Find out 10 ways you can help working moms return to the workforce and balance their career and motherhood.
Many working mothers found themselves in a difficult position during the pandemic. With many daycare centers shutting down and schools closing, many felt forced to choose between caring for their children and continuing their careers.
A large number of them chose the former, leaving good-paying jobs to stay home while their school-age kids were learning remotely, and/or their younger kids were suddenly without daytime child care options.
Between February and December 2020, more than 2 million jobs held by women were lost, either voluntarily or through layoffs and closures. Among them were 1 million mothers.
Now that jobs are opening up again, many mothers who put their careers on hold are looking to re-enter the workforce, and others who never left are seeking ways to make their careers fit better with their role as moms. Here are 10 ways you can help them do that.
More than 2 million jobs held by women were lost, either voluntarily or through layoffs and closures. Among them were 1 million mothers.
1. Offer more flexible shifts
Many moms who were working remotely during the pandemic found that flexibility helped them juggle their roles as employees and moms. So offer them ways to keep doing so. Revisit your policies on family leave. If a different kind of shift would help an employee, such as a 4/10 workweek, see if you can make that happen.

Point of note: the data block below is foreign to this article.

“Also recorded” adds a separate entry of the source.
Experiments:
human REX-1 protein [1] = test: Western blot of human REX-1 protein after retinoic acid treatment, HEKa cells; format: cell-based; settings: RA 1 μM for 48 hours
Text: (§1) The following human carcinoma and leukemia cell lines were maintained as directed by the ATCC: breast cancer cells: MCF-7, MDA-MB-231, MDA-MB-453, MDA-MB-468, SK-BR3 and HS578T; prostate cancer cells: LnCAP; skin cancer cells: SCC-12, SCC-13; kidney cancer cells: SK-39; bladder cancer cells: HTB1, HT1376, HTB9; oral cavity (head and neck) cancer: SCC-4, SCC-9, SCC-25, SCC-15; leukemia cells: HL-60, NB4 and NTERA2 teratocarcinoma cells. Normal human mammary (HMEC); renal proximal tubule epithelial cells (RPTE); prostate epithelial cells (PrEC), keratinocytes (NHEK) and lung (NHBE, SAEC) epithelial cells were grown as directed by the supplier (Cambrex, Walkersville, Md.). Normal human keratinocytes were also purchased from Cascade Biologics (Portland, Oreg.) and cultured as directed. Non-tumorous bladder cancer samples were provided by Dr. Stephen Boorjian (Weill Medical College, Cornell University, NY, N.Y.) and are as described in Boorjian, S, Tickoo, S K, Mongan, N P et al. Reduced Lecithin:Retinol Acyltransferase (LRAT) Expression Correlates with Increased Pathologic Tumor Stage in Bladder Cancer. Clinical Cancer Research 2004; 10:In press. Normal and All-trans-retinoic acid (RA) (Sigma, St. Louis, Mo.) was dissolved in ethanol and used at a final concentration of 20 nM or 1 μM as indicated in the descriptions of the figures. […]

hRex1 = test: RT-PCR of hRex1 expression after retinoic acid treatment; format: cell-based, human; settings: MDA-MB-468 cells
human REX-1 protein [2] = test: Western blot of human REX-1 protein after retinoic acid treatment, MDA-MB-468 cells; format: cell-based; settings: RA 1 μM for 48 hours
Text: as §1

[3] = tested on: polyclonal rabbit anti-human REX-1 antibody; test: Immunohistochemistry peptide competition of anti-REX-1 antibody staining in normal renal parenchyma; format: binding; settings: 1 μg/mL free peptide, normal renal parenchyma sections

2. Provide help with child care
See what programs you can offer to help with child care. Can you partner with daycare centers nearby to offer discounts? What about Flexible Spending Accounts (FSAs) that would allow your employees to set aside pretax money for child care? Such accounts can ease your federal tax burden by 30%.
3. Build your employees’ skill sets
Are there skills you can train your workers in that will make them more valuable to you? Doing so will help both you and your workers. Explore cross-training opportunities at your office. Look specifically for skills that will translate well across different departments, such as programming, spreadsheets, search engine optimization, cybersecurity, and communication.
4. Encourage them to pursue their interests
Some skills your employees may want to pursue won’t help you with your current jobs, but if they’re passionate about them, it can improve morale and show you care about more than just their workplace productivity. Maybe they always wanted to take flying lessons. Or perhaps they wanted to learn gourmet cooking. Maybe they’re interested in learning to read blueprints and would like to explore construction or engineering. Take an interest in what interests them.
5. Provide ways to network
If you’ve been isolated during the pandemic, you’re not alone. But if you’re fully vaccinated, there’s no time like the present to reconnect with colleagues and clients face to face. Working moms need to feel they’ve got a supportive network, so promote interactions that will facilitate this, from office get-togethers to ways of connecting online through social media and professional websites.